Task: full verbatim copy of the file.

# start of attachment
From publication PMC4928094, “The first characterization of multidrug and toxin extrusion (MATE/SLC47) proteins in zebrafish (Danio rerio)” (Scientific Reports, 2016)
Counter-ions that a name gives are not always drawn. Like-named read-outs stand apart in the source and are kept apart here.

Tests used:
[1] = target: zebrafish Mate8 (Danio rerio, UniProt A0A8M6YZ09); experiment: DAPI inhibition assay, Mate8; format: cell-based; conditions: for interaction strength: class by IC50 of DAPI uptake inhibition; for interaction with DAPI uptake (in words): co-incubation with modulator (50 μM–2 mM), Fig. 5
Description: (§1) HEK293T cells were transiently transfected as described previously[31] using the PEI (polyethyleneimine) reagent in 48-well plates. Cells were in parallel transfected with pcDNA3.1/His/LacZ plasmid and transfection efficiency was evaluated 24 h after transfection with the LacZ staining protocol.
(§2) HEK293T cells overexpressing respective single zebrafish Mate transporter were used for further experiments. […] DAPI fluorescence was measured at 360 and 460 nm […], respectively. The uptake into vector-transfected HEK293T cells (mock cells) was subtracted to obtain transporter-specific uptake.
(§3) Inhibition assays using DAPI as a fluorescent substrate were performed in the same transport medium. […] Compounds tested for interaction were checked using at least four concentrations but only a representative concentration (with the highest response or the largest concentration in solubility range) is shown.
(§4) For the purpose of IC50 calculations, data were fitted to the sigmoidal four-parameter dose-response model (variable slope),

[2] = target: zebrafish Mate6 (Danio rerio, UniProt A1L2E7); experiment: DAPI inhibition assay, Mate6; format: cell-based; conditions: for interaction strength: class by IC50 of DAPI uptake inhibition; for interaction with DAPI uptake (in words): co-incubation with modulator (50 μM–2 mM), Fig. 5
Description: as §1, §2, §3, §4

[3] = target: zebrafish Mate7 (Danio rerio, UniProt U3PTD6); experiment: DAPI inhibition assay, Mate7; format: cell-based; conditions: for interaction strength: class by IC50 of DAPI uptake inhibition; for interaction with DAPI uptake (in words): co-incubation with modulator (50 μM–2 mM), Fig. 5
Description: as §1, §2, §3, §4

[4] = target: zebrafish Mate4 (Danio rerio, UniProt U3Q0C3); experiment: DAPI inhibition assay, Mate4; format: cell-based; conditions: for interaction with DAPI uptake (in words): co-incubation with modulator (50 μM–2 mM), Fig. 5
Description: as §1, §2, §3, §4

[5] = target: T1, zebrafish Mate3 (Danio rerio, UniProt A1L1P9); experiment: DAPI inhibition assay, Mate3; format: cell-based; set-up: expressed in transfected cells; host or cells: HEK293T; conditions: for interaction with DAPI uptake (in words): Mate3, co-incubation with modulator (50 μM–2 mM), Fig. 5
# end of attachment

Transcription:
From publication PMC4928094, “The first characterization of multidrug and toxin extrusion (MATE/SLC47) proteins in zebrafish (Danio rerio)” (Scientific Reports, 2016)
Counter-ions that a name gives are not always drawn. Like-named read-outs stand apart in the source and are kept apart here.

Tests used:
[1] = target: zebrafish Mate8 (Danio rerio, UniProt A0A8M6YZ09); experiment: DAPI inhibition assay, Mate8; format: cell-based; conditions: for interaction strength: class by IC50 of DAPI uptake inhibition; for interaction with DAPI uptake (in words): co-incubation with modulator (50 μM–2 mM), Fig. 5
Description: (§1) HEK293T cells were transiently transfected as described previously[31] using the PEI (polyethyleneimine) reagent in 48-well plates. Cells were in parallel transfected with pcDNA3.1/His/LacZ plasmid and transfection efficiency was evaluated 24 h after transfection with the LacZ staining protocol.
(§2) HEK293T cells overexpressing respective single zebrafish Mate transporter were used for further experiments. […] DAPI fluorescence was measured at 360 and 460 nm […], respectively. The uptake into vector-transfected HEK293T cells (mock cells) was subtracted to obtain transporter-specific uptake.
(§3) Inhibition assays using DAPI as a fluorescent substrate were performed in the same transport medium. […] Compounds tested for interaction were checked using at least four concentrations but only a representative concentration (with the highest response or the largest concentration in solubility range) is shown.
(§4) For the purpose of IC50 calculations, data were fitted to the sigmoidal four-parameter dose-response model (variable slope),

[2] = target: zebrafish Mate6 (Danio rerio, UniProt A1L2E7); experiment: DAPI inhibition assay, Mate6; format: cell-based; conditions: for interaction strength: class by IC50 of DAPI uptake inhibition; for interaction with DAPI uptake (in words): co-incubation with modulator (50 μM–2 mM), Fig. 5
Description: as §1, §2, §3, §4

[3] = target: zebrafish Mate7 (Danio rerio, UniProt U3PTD6); experiment: DAPI inhibition assay, Mate7; format: cell-based; conditions: for interaction strength: class by IC50 of DAPI uptake inhibition; for interaction with DAPI uptake (in words): co-incubation with modulator (50 μM–2 mM), Fig. 5
Description: as §1, §2, §3, §4

[4] = target: zebrafish Mate4 (Danio rerio, UniProt U3Q0C3); experiment: DAPI inhibition assay, Mate4; format: cell-based; conditions: for interaction with DAPI uptake (in words): co-incubation with modulator (50 μM–2 mM), Fig. 5
Description: as §1, §2, §3, §4

[5] = target: T1, zebrafish Mate3 (Danio rerio, UniProt A1L1P9); experiment: DAPI inhibition assay, Mate3; format: cell-based; set-up: expressed in transfected cells; host or cells: HEK293T; conditions: for interaction with DAPI uptake (in words): Mate3, co-incubation with modulator (50 μM–2 mM), Fig. 5